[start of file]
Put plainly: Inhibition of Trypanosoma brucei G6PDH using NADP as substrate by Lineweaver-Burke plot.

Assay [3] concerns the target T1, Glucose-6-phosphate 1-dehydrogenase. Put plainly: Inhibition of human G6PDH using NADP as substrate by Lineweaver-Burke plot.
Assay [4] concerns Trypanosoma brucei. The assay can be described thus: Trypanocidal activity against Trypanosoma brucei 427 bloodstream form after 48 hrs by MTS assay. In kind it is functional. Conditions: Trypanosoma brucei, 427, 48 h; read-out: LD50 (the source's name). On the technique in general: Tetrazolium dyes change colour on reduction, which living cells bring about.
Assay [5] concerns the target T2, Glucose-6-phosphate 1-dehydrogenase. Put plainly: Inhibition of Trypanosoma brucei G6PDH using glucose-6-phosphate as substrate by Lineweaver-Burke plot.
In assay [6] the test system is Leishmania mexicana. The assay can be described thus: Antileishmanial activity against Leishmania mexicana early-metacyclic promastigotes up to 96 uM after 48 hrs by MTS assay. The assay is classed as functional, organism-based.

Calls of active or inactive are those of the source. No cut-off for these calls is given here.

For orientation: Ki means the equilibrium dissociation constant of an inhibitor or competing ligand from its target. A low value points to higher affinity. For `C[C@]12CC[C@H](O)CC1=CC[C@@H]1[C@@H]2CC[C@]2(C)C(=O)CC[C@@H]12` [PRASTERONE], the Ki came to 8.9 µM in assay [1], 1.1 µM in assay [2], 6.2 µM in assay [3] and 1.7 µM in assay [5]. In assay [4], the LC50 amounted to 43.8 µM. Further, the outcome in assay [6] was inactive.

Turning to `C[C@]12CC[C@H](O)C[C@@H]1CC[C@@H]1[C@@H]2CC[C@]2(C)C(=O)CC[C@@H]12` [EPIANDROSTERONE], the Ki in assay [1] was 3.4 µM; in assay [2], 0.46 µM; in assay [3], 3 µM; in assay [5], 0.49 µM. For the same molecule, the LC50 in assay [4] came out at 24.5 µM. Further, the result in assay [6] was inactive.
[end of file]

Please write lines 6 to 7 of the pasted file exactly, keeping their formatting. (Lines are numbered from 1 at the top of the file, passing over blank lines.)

Calls of active or inactive are those of the source. No cut-off for these calls is given here.

For orientation: Ki means the equilibrium dissociation constant of an inhibitor or competing ligand from its target. A low value points to higher affinity. For `C[C@]12CC[C@H](O)CC1=CC[C@@H]1[C@@H]2CC[C@]2(C)C(=O)CC[C@@H]12` [PRASTERONE], the Ki came to 8.9 µM in assay [1], 1.1 µM in assay [2], 6.2 µM in assay [3] and 1.7 µM in assay [5]. In assay [4], the LC50 amounted to 43.8 µM. Further, the outcome in assay [6] was inactive.